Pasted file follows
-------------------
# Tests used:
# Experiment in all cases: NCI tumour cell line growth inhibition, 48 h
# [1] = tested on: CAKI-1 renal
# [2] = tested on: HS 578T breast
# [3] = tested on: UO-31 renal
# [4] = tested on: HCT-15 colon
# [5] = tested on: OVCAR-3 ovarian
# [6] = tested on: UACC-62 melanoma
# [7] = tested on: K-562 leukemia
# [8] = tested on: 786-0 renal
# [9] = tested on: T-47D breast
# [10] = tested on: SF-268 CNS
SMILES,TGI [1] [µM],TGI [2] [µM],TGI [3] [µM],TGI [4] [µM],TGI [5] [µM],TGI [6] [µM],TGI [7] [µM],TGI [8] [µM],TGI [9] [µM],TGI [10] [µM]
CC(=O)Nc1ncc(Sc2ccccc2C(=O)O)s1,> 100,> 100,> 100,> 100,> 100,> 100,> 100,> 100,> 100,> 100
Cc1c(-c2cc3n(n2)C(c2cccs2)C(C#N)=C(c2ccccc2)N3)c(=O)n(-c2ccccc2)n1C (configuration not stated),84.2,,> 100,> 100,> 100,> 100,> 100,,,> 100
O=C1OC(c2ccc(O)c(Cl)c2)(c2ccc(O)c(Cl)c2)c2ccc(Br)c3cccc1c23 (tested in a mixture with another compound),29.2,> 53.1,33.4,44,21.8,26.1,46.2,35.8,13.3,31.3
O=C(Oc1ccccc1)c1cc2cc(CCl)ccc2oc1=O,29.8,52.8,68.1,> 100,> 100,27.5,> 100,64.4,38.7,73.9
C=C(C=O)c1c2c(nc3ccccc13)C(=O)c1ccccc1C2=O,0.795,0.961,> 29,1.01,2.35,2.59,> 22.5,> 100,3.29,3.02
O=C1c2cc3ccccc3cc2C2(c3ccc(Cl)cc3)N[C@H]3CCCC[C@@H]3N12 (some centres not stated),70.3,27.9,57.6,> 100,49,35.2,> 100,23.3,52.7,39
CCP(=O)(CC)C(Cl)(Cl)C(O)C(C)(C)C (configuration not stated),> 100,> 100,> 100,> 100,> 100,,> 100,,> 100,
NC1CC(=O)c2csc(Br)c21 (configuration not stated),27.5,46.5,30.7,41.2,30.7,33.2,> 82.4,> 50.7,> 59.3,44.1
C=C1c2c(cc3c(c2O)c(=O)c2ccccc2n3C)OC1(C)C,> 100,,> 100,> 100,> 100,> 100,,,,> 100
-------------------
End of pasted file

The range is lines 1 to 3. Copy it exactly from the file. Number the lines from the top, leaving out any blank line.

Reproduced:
# Tests used:
# Experiment in all cases: NCI tumour cell line growth inhibition, 48 h
# [1] = tested on: CAKI-1 renal